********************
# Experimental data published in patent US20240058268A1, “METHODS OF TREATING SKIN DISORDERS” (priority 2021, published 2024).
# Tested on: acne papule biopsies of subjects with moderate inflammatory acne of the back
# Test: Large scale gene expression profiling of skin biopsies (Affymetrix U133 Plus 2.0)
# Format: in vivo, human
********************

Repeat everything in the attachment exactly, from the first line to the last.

# Experimental data published in patent US20240058268A1, “METHODS OF TREATING SKIN DISORDERS” (priority 2021, published 2024).
# Tested on: acne papule biopsies of subjects with moderate inflammatory acne of the back
# Test: Large scale gene expression profiling of skin biopsies (Affymetrix U133 Plus 2.0)
# Format: in vivo, human